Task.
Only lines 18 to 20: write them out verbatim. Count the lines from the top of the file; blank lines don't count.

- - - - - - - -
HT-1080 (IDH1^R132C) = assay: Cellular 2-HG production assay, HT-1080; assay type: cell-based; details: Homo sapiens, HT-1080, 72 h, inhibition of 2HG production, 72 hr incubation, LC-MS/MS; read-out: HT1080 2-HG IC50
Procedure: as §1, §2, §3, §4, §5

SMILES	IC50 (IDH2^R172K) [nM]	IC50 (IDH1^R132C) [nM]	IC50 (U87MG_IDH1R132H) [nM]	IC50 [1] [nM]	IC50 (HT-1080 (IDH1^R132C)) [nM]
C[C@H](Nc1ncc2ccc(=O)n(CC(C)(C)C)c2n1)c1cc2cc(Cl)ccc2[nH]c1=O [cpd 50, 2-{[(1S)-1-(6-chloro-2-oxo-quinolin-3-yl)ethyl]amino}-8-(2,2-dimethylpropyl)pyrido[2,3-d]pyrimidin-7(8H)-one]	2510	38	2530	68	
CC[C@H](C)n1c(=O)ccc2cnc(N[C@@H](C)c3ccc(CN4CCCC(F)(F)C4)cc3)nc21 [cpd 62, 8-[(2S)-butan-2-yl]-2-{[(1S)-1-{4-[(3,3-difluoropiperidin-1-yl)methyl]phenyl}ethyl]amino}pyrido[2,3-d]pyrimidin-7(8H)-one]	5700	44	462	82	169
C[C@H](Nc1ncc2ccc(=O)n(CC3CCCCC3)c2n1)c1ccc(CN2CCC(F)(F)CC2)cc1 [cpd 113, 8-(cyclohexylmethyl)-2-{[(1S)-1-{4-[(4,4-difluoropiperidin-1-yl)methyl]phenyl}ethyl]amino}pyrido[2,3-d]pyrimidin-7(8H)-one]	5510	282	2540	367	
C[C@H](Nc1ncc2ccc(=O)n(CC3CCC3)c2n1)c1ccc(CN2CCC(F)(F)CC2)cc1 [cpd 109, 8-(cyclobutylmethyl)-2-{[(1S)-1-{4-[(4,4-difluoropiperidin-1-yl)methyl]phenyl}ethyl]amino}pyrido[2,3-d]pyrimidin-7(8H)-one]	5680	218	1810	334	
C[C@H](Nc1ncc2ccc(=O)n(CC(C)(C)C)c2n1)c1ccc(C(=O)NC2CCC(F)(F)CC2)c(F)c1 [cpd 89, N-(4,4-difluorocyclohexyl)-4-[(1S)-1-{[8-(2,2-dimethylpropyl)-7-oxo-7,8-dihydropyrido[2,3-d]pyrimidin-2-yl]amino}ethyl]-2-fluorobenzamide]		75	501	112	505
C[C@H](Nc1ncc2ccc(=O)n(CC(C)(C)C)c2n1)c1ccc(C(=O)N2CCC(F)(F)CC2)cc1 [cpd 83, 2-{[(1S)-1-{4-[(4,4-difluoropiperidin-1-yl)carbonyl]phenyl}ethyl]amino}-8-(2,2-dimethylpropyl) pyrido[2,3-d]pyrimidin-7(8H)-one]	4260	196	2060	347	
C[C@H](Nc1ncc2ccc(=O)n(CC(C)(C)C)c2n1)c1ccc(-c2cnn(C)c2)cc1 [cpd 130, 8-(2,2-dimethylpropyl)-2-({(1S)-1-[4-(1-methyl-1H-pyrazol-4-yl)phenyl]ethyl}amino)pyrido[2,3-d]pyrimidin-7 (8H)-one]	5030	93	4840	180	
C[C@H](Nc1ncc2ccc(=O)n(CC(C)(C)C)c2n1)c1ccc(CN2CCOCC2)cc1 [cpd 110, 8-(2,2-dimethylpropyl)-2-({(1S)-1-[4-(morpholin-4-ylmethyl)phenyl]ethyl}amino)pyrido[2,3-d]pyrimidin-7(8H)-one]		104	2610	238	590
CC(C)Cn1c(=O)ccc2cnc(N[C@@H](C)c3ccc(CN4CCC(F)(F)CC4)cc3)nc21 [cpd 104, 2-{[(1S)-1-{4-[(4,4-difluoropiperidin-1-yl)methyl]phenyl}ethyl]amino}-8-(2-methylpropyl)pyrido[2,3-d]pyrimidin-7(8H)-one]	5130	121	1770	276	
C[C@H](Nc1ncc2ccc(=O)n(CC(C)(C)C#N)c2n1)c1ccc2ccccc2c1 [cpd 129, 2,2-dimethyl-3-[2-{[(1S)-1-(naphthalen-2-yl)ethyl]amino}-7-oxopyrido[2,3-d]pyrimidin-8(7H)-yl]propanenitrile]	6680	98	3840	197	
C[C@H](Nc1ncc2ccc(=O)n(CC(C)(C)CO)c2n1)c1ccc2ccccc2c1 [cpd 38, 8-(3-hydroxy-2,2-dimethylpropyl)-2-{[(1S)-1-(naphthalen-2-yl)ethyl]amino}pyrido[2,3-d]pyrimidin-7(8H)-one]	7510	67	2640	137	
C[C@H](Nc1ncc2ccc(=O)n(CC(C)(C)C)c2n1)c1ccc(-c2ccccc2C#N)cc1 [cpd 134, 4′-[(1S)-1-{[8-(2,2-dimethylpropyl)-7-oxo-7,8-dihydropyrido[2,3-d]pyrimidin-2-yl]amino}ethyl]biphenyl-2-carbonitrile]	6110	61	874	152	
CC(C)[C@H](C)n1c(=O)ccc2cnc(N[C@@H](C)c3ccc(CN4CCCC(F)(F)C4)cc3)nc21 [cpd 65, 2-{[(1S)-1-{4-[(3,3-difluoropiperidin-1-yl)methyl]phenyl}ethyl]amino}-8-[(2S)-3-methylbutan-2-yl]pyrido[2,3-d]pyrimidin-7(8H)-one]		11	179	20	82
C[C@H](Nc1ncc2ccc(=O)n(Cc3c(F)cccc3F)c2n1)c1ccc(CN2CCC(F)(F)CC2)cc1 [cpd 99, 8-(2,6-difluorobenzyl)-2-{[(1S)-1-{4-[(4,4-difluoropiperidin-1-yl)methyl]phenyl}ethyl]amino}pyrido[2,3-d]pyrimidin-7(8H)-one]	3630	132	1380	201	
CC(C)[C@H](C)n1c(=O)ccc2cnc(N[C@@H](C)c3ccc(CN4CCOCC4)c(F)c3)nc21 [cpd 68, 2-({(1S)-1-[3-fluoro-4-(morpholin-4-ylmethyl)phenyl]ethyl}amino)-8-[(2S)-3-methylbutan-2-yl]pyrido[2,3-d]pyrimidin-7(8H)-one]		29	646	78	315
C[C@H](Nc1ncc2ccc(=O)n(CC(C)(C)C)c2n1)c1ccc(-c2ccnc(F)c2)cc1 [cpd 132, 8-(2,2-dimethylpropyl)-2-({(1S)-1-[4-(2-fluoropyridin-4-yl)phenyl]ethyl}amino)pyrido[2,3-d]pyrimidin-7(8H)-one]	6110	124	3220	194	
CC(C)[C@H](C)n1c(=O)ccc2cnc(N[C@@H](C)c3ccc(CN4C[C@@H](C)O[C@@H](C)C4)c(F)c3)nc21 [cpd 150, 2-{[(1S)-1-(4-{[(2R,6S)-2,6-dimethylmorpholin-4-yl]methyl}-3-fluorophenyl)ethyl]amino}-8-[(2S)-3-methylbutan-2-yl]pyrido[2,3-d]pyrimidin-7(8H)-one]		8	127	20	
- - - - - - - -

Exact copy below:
CC(C)[C@H](C)n1c(=O)ccc2cnc(N[C@@H](C)c3ccc(CN4CCOCC4)c(F)c3)nc21 [cpd 68, 2-({(1S)-1-[3-fluoro-4-(morpholin-4-ylmethyl)phenyl]ethyl}amino)-8-[(2S)-3-methylbutan-2-yl]pyrido[2,3-d]pyrimidin-7(8H)-one]		29	646	78	315
C[C@H](Nc1ncc2ccc(=O)n(CC(C)(C)C)c2n1)c1ccc(-c2ccnc(F)c2)cc1 [cpd 132, 8-(2,2-dimethylpropyl)-2-({(1S)-1-[4-(2-fluoropyridin-4-yl)phenyl]ethyl}amino)pyrido[2,3-d]pyrimidin-7(8H)-one]	6110	124	3220	194	
CC(C)[C@H](C)n1c(=O)ccc2cnc(N[C@@H](C)c3ccc(CN4C[C@@H](C)O[C@@H](C)C4)c(F)c3)nc21 [cpd 150, 2-{[(1S)-1-(4-{[(2R,6S)-2,6-dimethylmorpholin-4-yl]methyl}-3-fluorophenyl)ethyl]amino}-8-[(2S)-3-methylbutan-2-yl]pyrido[2,3-d]pyrimidin-7(8H)-one]		8	127	20	